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by Mendel Starkman    
Torah from Dixie Staff Writer    

Little Jonny loved running through the woods. He adored the shade, the scenery, and the colors of the heavy foliage.



Little Jonny loved running through the woods. He adored the shade, the scenery, and the colors of the heavy foliage. He also had a special love for breaking sticks. He would pick up fallen branches and imagine himself to be some Herculean superhero as he snapped them in half. Then he’d go searching for more. Once, he came upon a bundle of sticks which someone had apparently gathered and tied together to hold them in one place. Jonny’s imagination went wild. He ran over to the bundle, hitting and kicking it in every way that he could, in a desperate attempt to sever the wooden cylinders. But, try as he might, the gathered bundle of sticks was too much for even his colossal strength to overcome.

In this week’s Torah portion, after being accused by the wife of Potiphar of attempted rape, Joseph was thrown into prison. While there, he was joined by the king’s chief butler and baker, each incarcerated for negligence in their service of Pharaoh: the butler for serving fly-inclusive wine, and the baker for serving pebble-bearing bread. Both the butler and baker had dreams, which Joseph promptly interpreted for them. Shortly thereafter, as Joseph had predicted, the baker was taken out and hanged, while the butler was reinstated to his former position (Genesis 40:1-22).

The Aruch HaShulchan, a late 19th century Torah scholar, questions this rather perplexing episode. If anything, he points out, it should have been the butler who was killed, and not the baker. The butler’s crime of directly handing the king a goblet with a fly would seem to be a much greater offense than the baker’s placing a pebble-laden loaf upon the king’s table. While the butler’s crime was very direct, the baker’s was not merely as brazen, for it is possible that Pharaoh wouldn’t have even eaten the slice with the rock. Why execute the baker? Furthermore, why did Pharaoh find it necessary to kill anyone? If the only issue here is negligence and messy workmanship, then fire them! There is no reason to execute anybody for this!

The Aruch HaShulchan concludes that there is more taking place here than meets the eye. He explains that the episode mentioned in the Torah is the manifestation of a feud that was taking place between the two officers. The two of them hated each other tremendously. Because of this, each was trying to undermine the other in an attempt to have him demoted. This time, the butler had tried to undermine the baker by placing a stone in his batter. Simultaneously, the baker had tried to undermine the butler by dropping a fly into Pharaoh’s cup.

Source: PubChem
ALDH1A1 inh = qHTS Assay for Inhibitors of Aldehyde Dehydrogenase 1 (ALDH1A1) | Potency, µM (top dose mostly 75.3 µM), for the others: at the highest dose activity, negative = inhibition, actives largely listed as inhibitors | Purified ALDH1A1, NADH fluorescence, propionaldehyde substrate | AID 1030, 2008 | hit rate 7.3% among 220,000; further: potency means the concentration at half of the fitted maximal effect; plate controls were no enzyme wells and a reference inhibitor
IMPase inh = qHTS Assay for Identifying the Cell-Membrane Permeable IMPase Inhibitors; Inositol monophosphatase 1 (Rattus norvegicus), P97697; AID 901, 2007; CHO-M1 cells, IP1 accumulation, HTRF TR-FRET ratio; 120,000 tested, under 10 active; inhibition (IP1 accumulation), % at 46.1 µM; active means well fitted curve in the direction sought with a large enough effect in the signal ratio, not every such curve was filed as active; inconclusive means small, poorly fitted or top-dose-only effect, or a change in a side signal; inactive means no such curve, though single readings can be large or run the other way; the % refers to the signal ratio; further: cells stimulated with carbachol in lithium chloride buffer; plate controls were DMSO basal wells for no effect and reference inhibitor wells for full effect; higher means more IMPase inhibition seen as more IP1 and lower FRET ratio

With this background in mind, we can now understand how the story unfolded. Pharaoh executed the baker because it was in fact he who committed the worse crime. The baker put the fly in the cup that was being given directly to Pharaoh. And the reason why he was killed and not fired was because this wasn’t just a matter of negligence. It was a brazen attempt to frame the butler at the king’s expense. This was a real crime, punishable by death.

Similarly, at the beginning of the Torah portion, we are told how Joseph gave bad reports about his brothers to their father, Jacob (ibid. 37:2). Although, as the sages discuss, Joseph had reason to believe that he was right in doing so, he was still considered to have spoken some form of lashon hara (slander) about his brothers. This lashon hara incited them and caused them to hate him immensely, to the point that they were ready to kill him. Instead of killing him, they sold him to an Egypt-bound caravan. This act, which stemmed from lashon hara and hate, ultimately resulted in our 210 years of bondage in Egypt. Again, we see the evils caused by hatred and the actions that lead to it.

With the butler and the baker, it was their mutual hate that had them both jailed and the baker killed. With Joseph and his brothers, it was hatred that precipitated our Egyptian slavery. We can clearly see the negativity of this trait. As such, we must work to rid ourselves of it in any way that we can. We must train ourselves to look positively towards others, always searching for the good in them, and overlooking the things they do that bother us. We must learn to judge others favorably, never jumping to incriminate anyone, even within our own minds. Lastly, we must be careful with what we say, avoiding lashon hara to the utmost degree.

The Torah tells us that Hashem became King over Jeshurun (the Jewish people) when the heads and the tribes of Israel were gathered together (Deuteronomy 33:5). The Chofetz Chaim, the saintly Torah scholar and leader at the beginning of the 20th century, underlines the message of this verse. When, he asks, is Hashem King over the Jewish people? Only when the heads and the tribes of Israel are gathered together – when there is unity among our nation. If we are divided, a state of being which stems from lashon hara and hatred, Hashem removes His presence from us. Only when we are united and we stand together does Hashem act as our King.

Although little Jonny was able to break individual sticks, he hadn’t realized that many sticks grouped together become indestructible. The same applies to the Jewish people. When we are broken up into our own little groups, we are vulnerable to whatever society throws at us. Only by ridding ourselves of hatred and lashon hara can we break down those barriers that divide us, and form a unified and invincible group. Only when we accomplish this will Hashem be the King over the Jewish people, resting His presence among us and over all the world. On that day, Hashem will be One, and His name will be One.


Mendel Starkman, a native Atlantan, writes from New York.

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